When you have a child, you never know when you step suddenly on rose petals or dog bæsj (with realistic ratio 1:20).
Last night, I was trying to hurry the process of putting her to sleep, sending signal that ‘now it’s time to sleep’, so i said ‘Goodnight’. For unknown reason, Nhim got upset ‘I don’t like you say ‘Goodnight’, she said, take it back.’
Hmm, start to smell like an unexpected fiasco.
Strategy 1: Cast a spell.
If i say something fun, specially about my childhood, maybe she’d got interested. So i told her when i was small, we children had this rule: if you said or do something which you regretted later, then you may take it back by saying ‘bap bap’. Then i said: ‘bap bap’ i take back this ‘goodnight’. Nhim said: no, it’s still there. ‘Bap bap’ was only children’s way of making belief, it doesn’t really take away the ‘Goodnight’. She was quite interested but it didn’t work.
Strategy 2: (when you have a child, you need to think quick and be creative before the fiasco drowns you deeper) Realistic explanation.
Ok, doesn’t want children’s tale, then we talk adult way. I agreed that this spell doesn’t make ‘goodnight’ disappear. But ‘you know, in reality, once you’ve said or done something, you can’t take it back. Like when you use the toilet, you can’t order the bæjs to return into your body (for children it has to be fun, familiar and easy to understand example). So better is to think through before saying or doing something as you can’t undo it afterwards. I promise not to say ‘Goodnight’ again. ok?’
‘No, it’s not ok, i want this ‘Goodnight’ to disappear.’
Hmm… look like she won’t give up easily.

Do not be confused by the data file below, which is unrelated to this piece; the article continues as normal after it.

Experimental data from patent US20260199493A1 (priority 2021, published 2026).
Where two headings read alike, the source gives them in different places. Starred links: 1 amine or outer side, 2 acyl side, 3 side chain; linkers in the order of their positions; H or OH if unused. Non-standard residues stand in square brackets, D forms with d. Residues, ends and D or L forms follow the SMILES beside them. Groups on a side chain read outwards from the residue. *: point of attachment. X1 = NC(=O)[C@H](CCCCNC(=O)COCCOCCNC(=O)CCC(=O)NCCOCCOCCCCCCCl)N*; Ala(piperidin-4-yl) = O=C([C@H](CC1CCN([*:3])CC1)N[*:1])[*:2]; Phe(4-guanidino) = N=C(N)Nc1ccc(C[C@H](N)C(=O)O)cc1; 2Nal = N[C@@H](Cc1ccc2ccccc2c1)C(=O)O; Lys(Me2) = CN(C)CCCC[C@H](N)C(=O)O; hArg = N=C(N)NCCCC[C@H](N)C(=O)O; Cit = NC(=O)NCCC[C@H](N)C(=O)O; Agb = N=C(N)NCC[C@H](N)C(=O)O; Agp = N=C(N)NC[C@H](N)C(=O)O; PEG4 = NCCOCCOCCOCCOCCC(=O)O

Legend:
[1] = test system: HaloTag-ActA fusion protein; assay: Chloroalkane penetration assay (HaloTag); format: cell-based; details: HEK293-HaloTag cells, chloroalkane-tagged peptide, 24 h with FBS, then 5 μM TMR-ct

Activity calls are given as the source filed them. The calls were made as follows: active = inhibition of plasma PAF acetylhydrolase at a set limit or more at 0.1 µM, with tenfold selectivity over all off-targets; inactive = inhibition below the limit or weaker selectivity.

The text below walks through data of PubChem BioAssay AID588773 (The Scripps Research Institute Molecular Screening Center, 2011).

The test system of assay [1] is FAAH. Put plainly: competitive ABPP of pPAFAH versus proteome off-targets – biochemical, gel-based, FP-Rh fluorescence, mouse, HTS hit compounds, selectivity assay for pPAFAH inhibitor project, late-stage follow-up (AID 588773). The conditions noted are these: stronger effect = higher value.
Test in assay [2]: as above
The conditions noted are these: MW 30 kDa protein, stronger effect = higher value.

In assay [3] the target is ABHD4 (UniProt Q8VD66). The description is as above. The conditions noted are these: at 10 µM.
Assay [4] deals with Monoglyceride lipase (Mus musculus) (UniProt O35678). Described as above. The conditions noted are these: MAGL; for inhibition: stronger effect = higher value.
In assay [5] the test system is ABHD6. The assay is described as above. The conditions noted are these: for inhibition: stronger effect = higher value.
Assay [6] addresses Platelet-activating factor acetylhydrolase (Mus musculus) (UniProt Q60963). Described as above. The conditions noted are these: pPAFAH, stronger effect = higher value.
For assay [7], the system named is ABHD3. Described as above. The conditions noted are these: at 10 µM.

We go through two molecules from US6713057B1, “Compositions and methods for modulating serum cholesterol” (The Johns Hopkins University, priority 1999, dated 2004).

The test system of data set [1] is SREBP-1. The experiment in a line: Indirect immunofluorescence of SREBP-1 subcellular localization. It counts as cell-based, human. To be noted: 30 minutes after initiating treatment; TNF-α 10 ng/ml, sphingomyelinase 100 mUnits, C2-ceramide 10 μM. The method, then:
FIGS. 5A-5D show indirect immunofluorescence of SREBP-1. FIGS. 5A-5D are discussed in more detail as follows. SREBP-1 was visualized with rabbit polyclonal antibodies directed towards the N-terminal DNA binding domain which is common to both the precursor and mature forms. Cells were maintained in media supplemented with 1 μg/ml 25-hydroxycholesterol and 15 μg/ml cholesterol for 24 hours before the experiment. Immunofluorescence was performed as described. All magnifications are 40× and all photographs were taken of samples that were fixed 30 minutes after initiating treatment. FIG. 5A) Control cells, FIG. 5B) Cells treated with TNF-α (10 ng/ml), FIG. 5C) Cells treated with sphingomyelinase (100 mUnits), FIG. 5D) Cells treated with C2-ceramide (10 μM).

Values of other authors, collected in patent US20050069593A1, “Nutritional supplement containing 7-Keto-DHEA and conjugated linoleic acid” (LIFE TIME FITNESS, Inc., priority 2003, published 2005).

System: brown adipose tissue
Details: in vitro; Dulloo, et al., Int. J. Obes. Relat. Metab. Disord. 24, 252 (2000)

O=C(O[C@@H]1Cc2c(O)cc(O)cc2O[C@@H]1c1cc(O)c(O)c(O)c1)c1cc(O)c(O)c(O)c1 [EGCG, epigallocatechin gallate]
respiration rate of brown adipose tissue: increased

Strategy 3: Public opinion.
If your child doesn’t believe you, chances are at she believes someone else. So i told her: Ok, so we’ll ask tomorrow in kindergarten all the teachers and kids, and maybe even Julenissen (Santa claus) when he comes what we can do to make ‘Goodnight’ disappear. ‘Tomorrow’ is a good perspective because you need to SLEEP before tomorrow will come.
Then Nhim thinks a bit, then she answers: what if they give me … bad advice which doesn’t help. Oh sure, you don’t just listen to any advice, you have to think if it make sense first of all. For example Joseph can well advice to eat … bæjs to make ‘goodnight’ disappear, but it’s rather a bad advice (Joseph had a history of bæjs tasting before, at least according to Nhim).
Nhim concludes: No, I don’t want to ask. I want ‘Goodnight’ to disappear.
I’m literally out of ideas, and at this hour I was not willing to embark upon ‘mission impossible’. So ..
Strategy 4: Blackmailing.
‘You know, all your friends are sleeping by now. I hear no children outside, only Nhim.’
‘No, I hear Celina, see, I do hear Celina outside’
Of course, if you play the dirty card, I do too. Don’t ever attempt to over-reason your child, because they always can ‘invent’ some arguments out of thin air and then it’d be a vicious circle trying to prove their argument are not true.
So what do we do now???
Strategy 5: Optimism.
‘You know, we forget old things when new things happens. Like your dad forget things all the time..
‘Why do adults forget things all the times?’
‘Because adults always have many new things coming into their head, new things happen at work, in supermarket, they have to remember many things like prices, food, how to take trains, … so there’s no place for old things because we make place for new things.’
Nhim thinks for a moment, looks like she doesn’t believe that adults have so many things in their mind.
Then, ‘I won’t forget, the ‘Goodnight’ is still there.’
Well, obviously 5 mins is not long enough to forget things. I sighed :yes, i know, problem is you have very good memory, much better than your dad, so you won’t forget things easily.
Strategy 6: Science.
‘Ok, we’ll do it this way. Tomorrow we’ll find the book about brain, and we’ll see which part of the brain memory lives in. If we want to make ‘Goodnight’ disappear, we need first to know where it lives. One step at a time, ok?’
If you’re a little scientist, you do scientific way. So she bought the idea (thanks God), still she asked:’ why one thing at a time, why not 20 things at a time?’
‘Because we’ll get messed up with 20 things at a time. Now go to sleep. I’m falling to sleep right now.(and I did)’
It took still 5 more minutes with some ceremonial crying, but then she lay down and silent.
And I promise myself, there’d be no more ‘Goodnight’ ever.